2016 has been a tumultuous year for Taiwan, with many highs and lows, including the election of its first female president, a devastating earthquake, random acts of violence, labor reforms, extreme weather events, bullying by China, turbulence in the airline industry, and an unprecedented presidential phone call. The following is a listing of the major news stories in Taiwan per month in the year 2016.
Democratic Progressive Party presidential candidate Tsai Ing-wen promised reform, cooperation and stability as she was elected Taiwan's first woman president Saturday with the highest percentage any candidate ever had.
At the same time, she can also look forward to the first-ever absolute majority the DPP has ever held at the 113-seat Legislative Yuan.
A magnitude 6.4 earthquake struck Tainan on February 6 causing the collapse of the Weiguan Jinlong apartment building where 115 people perished.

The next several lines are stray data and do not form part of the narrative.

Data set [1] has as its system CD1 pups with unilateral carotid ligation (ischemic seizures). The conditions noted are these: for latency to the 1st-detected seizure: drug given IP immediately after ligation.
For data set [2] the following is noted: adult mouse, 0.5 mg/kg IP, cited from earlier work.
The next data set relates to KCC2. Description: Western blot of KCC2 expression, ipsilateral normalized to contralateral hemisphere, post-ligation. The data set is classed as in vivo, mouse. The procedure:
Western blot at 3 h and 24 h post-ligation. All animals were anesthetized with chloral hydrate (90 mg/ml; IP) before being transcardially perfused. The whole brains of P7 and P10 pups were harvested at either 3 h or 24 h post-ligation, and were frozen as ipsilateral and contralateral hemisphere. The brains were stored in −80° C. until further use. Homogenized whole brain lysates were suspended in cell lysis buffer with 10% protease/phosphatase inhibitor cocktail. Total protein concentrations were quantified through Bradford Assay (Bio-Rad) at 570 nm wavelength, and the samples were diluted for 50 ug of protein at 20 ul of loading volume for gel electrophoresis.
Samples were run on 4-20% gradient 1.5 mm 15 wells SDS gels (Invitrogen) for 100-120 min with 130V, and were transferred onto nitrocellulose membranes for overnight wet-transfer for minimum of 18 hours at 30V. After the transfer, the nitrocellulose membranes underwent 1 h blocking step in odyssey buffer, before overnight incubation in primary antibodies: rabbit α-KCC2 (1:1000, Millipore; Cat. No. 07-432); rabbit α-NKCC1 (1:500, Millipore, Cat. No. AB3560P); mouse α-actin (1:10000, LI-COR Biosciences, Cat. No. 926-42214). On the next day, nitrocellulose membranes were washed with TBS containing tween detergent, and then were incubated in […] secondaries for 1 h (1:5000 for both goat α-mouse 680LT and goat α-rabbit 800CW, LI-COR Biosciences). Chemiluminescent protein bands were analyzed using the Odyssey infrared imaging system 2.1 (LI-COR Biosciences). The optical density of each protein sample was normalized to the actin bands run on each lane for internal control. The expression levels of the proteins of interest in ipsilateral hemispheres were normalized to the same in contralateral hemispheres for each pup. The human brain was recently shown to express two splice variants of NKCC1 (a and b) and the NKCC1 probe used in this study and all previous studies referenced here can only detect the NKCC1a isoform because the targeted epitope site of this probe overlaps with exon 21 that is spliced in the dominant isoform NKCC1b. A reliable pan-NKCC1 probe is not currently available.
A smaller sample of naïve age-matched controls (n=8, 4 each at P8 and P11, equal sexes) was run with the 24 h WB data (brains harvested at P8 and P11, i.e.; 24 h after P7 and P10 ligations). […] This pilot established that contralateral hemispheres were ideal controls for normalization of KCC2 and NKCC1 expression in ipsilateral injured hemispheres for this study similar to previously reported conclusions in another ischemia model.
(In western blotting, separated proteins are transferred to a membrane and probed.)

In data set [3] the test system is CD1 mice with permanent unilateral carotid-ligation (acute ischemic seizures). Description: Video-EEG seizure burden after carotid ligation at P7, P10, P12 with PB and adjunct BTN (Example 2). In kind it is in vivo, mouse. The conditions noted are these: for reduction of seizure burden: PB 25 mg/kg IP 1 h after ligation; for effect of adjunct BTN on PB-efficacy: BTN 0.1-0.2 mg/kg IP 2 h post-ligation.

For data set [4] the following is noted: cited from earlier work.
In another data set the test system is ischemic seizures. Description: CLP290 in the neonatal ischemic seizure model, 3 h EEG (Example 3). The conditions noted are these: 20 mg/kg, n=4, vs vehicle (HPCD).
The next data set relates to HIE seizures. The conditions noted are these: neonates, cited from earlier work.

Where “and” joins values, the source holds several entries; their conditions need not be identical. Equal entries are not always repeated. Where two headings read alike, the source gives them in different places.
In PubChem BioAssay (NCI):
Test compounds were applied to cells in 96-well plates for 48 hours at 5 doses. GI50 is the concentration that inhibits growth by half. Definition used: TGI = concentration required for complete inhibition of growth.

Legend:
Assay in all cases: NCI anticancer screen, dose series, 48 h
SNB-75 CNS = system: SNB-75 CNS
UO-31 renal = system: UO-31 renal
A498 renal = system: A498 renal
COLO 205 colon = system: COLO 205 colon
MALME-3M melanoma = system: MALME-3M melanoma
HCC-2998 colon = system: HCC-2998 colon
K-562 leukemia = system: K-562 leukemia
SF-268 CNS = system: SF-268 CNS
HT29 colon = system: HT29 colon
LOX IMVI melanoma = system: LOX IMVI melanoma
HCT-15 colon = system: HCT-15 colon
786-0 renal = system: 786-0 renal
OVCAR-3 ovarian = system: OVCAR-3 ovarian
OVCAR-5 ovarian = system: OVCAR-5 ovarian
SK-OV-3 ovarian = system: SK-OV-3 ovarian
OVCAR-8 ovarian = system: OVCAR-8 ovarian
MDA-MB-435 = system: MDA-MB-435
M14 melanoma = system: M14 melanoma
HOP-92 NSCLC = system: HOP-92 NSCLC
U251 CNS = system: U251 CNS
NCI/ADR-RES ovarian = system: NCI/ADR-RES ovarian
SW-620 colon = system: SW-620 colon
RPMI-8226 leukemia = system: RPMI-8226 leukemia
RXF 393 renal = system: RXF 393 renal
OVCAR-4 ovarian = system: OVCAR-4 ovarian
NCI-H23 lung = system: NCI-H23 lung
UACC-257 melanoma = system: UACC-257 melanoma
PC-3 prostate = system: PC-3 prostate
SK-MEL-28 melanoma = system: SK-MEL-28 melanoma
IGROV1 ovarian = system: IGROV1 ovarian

The final death toll of the quake was 117 with all but two of the deaths registered at the complex in the Yongkang District, sparking an investigation into its construction process more than two decades ago. Lin Ming-hui (林明輝), former chairman of the now-defunct Weiguan company, and two other former executives Chang Kui-an (張奎安) and Cheng Chin-kui (鄭進貴) were arrested on charges of professional negligence resulting in death.
On the morning of March 28, a four-year-old girl was attacked randomly and beheaded by a 33-year-old man surnamed Wang, who was arrested by the police at the crime scene and was said to have medical records at a public psychiatric hospital. The attack occurred at 11 AM in an empty lot located on Huanshan Road in Neihu District, Taipei City. Authorities said that the little girl was attacked by the man while she was riding a strider bike with her mother on the street. The man kept chopping the girl’s neck from the back with a cleaver, and the brutal act caused the girl to die instantly as her head was severed from her body.
He had once sought treatment at a public psychiatric hospital, in 2014, but added that it does not prove he has a mental illness. At the time, the man admitted to taking drugs, but a drug test came up negative.
The government protested against the deportation Saturday of 32 Taiwanese suspects in a telecom fraud ring from Malaysia to China. Earlier in the month, as many as 45 Taiwanese citizens were suddenly deported from Kenya to China, as Beijing claimed it had jurisdiction because the victims of the scam were all Chinese citizens.